Janie Dee: Pinter, a man of passion, peace... and pauses

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Today I'm thinking of Harold Pinter with sadness, but mostly with gratitude. Wanting to remember everything. Such as the first run through of his play Betrayal, in which I played Emma, in 2003. He turned up in his dark glasses. At the end he took them off and announced to Peter Hall that he thought it could be "the best" and that he was taking us all out to lunch. Peter later reassured us that the invitation was a sure sign of his approval.

I nervously asked him over for lunch with his wife, Antonia Fraser, (well, we did live round the corner). I made Irish stew as a nod to the play. They were easy, charming and fascinating together. We talked about how our five-year-old daughter Matilda had said "fuck off" in the bath the night before, then the conversation moved on to politics. I confided that I'd felt confused about Tony Blair recently, that he seemed to be making sense on the telly. Harold looked me straight in the eye. "Janie," he said, "let me make one thing absolutely clear. Tony Blair is a CUNT." After a slight pause, Antonia said: "Well I'm glad Matilda wasn't around to hear that."

A couple of years later in Dublin I was playing Kate in Old Times, as part of a Pinter Festival. We knew that, despite his illness, he was "here". In a hushed VIP room, the door slightly opened. In I went in my curlers. "Hello," I whispered. "Janie!" replied his deep, no nonsense, unmistakable voice. That look: completely direct, warm, twinkling – though it could be challenging when someone asked him a silly question and he would ask, "What do you mean?"

On the last day of the Pinter Festival in Dublin's gorgeous Gate Theatre, Derek Jacobi, Penelope Wilton, Michael Gambon, Sinead Cusack and Jeremy Irons turned out in tribute to him. Derek feigned inability. Penny swore a lot. Michael giggled. We read Celebration, which brought the house down. Harold came to the foot of the stage and shook our hands. Later, I sat next to him at dinner. I mentioned that American audiences were good and he erupted.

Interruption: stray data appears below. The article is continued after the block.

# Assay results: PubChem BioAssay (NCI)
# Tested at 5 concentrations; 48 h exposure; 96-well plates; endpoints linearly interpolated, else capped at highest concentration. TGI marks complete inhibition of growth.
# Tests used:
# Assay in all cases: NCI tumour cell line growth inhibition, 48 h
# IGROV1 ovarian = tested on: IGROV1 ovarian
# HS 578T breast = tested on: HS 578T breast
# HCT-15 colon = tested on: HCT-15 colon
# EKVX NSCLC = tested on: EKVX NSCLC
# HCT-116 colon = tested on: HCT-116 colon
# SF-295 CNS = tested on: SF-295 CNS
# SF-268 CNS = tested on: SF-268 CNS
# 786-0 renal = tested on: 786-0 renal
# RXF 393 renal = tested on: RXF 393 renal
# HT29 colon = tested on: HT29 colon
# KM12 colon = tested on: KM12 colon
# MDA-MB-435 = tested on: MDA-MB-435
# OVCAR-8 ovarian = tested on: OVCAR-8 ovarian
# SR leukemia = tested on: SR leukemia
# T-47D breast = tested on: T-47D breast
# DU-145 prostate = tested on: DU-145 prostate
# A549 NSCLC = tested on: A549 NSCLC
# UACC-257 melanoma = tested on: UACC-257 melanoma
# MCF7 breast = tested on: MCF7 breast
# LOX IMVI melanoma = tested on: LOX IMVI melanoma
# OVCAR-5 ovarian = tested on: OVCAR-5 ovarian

We first met when the Iraq war was a potential threat. "Excuse me," I said. "My name is Janie Dee and I am producing the London Concert for Peace, please could I ask you for some words?" The words were delivered to my address that afternoon in the shape of two poems: "God bless America" and "The Bombs". I decided that "God bless America" was too accusatory. He called to say: "Either you use both my poems or none at all." I was shocked, scared, irritated... then moved that he should care and bother. I would later find out that he would always care and always bother. Of course, both poems were done, and "God bless America" brought the house down.

The last time I saw Harold was in Windsor. He came to Peter Hall's production of Old Times and took us to dinner in a restaurant that I had only dreamed of going to as a child. He looked so handsome. He was charming, enthusiastic and clear about everything. He turned to me at one point and said directly: "I love it when you really go for it at the end there."

It had as much significance as when he had once turned to me and said slowly and precisely: "I've written another poem. It goes like this: 'And so it goes on... and on... and on.... And so it goes on... and on... and on.... And so it goes on, And so it goes on, And so it goes on... and on... and on...'" He paused. I waited. "Don't feel that you need make any comment," he said. And grinned.

<<p> Janie Dee appears in 'Woman in Mind' at the Vaudeville Theatre, London, from February

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